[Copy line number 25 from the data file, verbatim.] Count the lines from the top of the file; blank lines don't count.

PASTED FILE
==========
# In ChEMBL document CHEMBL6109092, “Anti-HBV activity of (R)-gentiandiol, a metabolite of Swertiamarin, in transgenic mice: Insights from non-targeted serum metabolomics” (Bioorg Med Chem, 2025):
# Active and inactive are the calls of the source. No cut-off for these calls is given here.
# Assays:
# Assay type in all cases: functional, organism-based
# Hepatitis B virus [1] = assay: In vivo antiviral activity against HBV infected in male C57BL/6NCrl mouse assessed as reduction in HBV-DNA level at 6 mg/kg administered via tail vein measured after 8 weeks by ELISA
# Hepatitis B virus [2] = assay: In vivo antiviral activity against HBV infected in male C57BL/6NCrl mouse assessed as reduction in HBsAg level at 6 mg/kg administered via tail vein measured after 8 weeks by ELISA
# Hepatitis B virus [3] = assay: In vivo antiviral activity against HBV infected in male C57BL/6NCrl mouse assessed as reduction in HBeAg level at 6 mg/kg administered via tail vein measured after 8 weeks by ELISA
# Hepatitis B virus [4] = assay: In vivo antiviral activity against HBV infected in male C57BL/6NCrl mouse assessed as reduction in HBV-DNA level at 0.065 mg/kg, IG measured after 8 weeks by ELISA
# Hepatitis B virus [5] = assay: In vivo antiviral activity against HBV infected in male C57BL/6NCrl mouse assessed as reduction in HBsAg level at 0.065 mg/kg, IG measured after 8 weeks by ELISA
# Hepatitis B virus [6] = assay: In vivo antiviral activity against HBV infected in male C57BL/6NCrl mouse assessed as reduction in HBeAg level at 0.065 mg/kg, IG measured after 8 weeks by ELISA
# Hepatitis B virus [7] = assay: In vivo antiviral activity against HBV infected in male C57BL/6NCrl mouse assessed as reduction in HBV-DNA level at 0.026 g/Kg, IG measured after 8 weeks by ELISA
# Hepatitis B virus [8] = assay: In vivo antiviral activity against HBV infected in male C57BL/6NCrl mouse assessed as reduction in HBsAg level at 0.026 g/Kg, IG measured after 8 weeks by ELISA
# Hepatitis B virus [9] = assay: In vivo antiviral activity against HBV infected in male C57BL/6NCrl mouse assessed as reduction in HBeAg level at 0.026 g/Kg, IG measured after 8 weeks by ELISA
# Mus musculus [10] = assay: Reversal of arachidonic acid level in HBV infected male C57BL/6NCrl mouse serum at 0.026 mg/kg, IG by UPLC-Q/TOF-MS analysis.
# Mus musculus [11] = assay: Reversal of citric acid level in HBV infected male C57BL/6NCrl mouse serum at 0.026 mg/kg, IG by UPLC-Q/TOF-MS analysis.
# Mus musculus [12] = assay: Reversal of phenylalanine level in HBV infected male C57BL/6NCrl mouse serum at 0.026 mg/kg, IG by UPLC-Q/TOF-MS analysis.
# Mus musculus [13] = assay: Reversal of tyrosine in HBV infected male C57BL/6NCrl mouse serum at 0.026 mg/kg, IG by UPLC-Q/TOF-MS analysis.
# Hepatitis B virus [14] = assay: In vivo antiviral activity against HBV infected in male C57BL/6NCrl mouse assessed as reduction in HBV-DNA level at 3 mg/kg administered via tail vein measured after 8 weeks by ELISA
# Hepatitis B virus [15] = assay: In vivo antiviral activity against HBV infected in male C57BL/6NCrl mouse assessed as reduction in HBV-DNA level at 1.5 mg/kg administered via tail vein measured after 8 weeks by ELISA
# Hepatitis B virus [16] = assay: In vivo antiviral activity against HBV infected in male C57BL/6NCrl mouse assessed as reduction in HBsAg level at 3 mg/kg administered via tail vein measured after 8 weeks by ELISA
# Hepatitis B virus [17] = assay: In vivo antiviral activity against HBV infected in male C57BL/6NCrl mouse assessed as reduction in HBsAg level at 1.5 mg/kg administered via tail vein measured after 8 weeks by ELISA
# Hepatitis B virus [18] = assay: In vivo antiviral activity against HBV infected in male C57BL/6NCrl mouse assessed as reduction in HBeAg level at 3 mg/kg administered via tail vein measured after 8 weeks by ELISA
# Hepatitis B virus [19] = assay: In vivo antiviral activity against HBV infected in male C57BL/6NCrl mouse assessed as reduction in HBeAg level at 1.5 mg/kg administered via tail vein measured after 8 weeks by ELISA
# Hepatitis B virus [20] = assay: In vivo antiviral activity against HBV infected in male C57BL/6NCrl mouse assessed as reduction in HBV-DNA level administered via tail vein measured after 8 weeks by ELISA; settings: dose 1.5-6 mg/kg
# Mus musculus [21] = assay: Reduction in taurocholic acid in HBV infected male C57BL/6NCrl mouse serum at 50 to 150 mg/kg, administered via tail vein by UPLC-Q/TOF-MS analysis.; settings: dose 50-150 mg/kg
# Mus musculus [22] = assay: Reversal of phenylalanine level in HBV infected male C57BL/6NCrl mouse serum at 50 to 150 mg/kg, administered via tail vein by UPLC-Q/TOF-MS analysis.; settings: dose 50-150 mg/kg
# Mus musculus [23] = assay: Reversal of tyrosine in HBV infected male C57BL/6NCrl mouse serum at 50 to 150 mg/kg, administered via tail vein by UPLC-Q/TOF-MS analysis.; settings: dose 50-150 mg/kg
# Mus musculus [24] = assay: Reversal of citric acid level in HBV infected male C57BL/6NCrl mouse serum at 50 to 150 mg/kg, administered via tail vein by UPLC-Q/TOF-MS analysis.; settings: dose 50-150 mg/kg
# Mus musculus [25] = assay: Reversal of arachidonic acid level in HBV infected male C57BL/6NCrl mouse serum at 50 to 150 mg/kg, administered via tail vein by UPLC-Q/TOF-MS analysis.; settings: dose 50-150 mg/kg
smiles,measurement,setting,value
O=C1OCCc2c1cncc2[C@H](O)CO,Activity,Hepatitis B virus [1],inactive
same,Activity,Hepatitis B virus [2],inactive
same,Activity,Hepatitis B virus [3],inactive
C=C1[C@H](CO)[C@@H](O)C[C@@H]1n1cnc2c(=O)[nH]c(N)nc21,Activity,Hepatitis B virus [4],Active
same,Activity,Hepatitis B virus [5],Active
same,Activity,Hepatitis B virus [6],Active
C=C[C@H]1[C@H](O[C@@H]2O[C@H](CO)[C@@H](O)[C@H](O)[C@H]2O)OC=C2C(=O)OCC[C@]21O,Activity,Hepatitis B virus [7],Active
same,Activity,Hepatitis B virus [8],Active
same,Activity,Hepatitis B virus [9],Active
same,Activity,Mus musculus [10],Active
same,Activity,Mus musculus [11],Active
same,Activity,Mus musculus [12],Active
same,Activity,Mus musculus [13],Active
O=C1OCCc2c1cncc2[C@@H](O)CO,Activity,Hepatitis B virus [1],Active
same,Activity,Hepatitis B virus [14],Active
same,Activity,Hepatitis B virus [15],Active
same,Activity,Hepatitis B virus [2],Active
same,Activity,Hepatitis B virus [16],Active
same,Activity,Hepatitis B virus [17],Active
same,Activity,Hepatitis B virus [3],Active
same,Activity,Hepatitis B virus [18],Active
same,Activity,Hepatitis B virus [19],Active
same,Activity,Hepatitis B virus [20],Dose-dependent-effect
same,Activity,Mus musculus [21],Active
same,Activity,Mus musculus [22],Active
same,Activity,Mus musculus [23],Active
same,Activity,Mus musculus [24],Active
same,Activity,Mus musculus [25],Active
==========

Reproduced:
# Mus musculus [21] = assay: Reduction in taurocholic acid in HBV infected male C57BL/6NCrl mouse serum at 50 to 150 mg/kg, administered via tail vein by UPLC-Q/TOF-MS analysis.; settings: dose 50-150 mg/kg